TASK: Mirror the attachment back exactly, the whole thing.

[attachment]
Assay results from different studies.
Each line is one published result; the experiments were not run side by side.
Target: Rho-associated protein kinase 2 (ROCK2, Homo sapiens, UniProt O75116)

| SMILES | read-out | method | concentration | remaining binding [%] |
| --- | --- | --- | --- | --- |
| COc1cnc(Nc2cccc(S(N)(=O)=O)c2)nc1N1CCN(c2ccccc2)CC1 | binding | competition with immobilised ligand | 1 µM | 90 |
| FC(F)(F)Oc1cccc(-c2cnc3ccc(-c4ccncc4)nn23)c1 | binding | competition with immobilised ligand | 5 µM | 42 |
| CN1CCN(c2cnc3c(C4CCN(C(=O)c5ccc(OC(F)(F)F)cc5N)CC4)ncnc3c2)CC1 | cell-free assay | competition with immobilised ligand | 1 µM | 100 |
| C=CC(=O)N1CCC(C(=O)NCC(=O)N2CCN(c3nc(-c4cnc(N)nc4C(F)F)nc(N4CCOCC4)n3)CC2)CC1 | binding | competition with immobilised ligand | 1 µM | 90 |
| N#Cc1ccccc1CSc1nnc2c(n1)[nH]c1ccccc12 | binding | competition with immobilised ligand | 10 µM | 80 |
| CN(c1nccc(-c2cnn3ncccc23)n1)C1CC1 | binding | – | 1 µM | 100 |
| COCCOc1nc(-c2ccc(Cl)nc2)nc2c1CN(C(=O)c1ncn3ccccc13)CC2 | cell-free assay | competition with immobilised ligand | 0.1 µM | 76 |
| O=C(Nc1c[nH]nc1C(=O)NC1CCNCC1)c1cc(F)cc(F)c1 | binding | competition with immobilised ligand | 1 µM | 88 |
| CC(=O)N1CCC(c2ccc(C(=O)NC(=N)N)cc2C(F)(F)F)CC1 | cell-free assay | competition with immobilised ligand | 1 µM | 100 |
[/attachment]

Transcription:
Assay results from different studies.
Each line is one published result; the experiments were not run side by side.
Target: Rho-associated protein kinase 2 (ROCK2, Homo sapiens, UniProt O75116)

| SMILES | read-out | method | concentration | remaining binding [%] |
| --- | --- | --- | --- | --- |
| COc1cnc(Nc2cccc(S(N)(=O)=O)c2)nc1N1CCN(c2ccccc2)CC1 | binding | competition with immobilised ligand | 1 µM | 90 |
| FC(F)(F)Oc1cccc(-c2cnc3ccc(-c4ccncc4)nn23)c1 | binding | competition with immobilised ligand | 5 µM | 42 |
| CN1CCN(c2cnc3c(C4CCN(C(=O)c5ccc(OC(F)(F)F)cc5N)CC4)ncnc3c2)CC1 | cell-free assay | competition with immobilised ligand | 1 µM | 100 |
| C=CC(=O)N1CCC(C(=O)NCC(=O)N2CCN(c3nc(-c4cnc(N)nc4C(F)F)nc(N4CCOCC4)n3)CC2)CC1 | binding | competition with immobilised ligand | 1 µM | 90 |
| N#Cc1ccccc1CSc1nnc2c(n1)[nH]c1ccccc12 | binding | competition with immobilised ligand | 10 µM | 80 |
| CN(c1nccc(-c2cnn3ncccc23)n1)C1CC1 | binding | – | 1 µM | 100 |
| COCCOc1nc(-c2ccc(Cl)nc2)nc2c1CN(C(=O)c1ncn3ccccc13)CC2 | cell-free assay | competition with immobilised ligand | 0.1 µM | 76 |
| O=C(Nc1c[nH]nc1C(=O)NC1CCNCC1)c1cc(F)cc(F)c1 | binding | competition with immobilised ligand | 1 µM | 88 |
| CC(=O)N1CCC(c2ccc(C(=O)NC(=N)N)cc2C(F)(F)F)CC1 | cell-free assay | competition with immobilised ligand | 1 µM | 100 |